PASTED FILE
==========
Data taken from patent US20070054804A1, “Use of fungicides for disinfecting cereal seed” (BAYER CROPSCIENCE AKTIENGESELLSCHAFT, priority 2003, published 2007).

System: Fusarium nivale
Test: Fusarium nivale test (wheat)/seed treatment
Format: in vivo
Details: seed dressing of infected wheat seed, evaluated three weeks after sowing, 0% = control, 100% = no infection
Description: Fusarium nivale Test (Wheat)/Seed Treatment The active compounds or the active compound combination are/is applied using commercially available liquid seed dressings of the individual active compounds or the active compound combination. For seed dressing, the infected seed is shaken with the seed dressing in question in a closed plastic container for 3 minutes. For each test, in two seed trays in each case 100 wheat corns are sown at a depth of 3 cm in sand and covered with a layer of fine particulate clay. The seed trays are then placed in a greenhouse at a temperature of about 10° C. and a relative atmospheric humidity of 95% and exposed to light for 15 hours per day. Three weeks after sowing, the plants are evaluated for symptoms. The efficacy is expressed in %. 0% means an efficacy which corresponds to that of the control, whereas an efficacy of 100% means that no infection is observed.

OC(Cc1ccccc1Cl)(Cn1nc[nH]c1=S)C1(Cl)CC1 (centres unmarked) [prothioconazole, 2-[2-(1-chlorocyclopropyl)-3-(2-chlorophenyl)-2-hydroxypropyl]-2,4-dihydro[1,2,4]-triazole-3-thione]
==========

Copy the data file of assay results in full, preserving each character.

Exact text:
Data taken from patent US20070054804A1, “Use of fungicides for disinfecting cereal seed” (BAYER CROPSCIENCE AKTIENGESELLSCHAFT, priority 2003, published 2007).

System: Fusarium nivale
Test: Fusarium nivale test (wheat)/seed treatment
Format: in vivo
Details: seed dressing of infected wheat seed, evaluated three weeks after sowing, 0% = control, 100% = no infection
Description: Fusarium nivale Test (Wheat)/Seed Treatment The active compounds or the active compound combination are/is applied using commercially available liquid seed dressings of the individual active compounds or the active compound combination. For seed dressing, the infected seed is shaken with the seed dressing in question in a closed plastic container for 3 minutes. For each test, in two seed trays in each case 100 wheat corns are sown at a depth of 3 cm in sand and covered with a layer of fine particulate clay. The seed trays are then placed in a greenhouse at a temperature of about 10° C. and a relative atmospheric humidity of 95% and exposed to light for 15 hours per day. Three weeks after sowing, the plants are evaluated for symptoms. The efficacy is expressed in %. 0% means an efficacy which corresponds to that of the control, whereas an efficacy of 100% means that no infection is observed.

OC(Cc1ccccc1Cl)(Cn1nc[nH]c1=S)C1(Cl)CC1 (centres unmarked) [prothioconazole, 2-[2-(1-chlorocyclopropyl)-3-(2-chlorophenyl)-2-hydroxypropyl]-2,4-dihydro[1,2,4]-triazole-3-thione]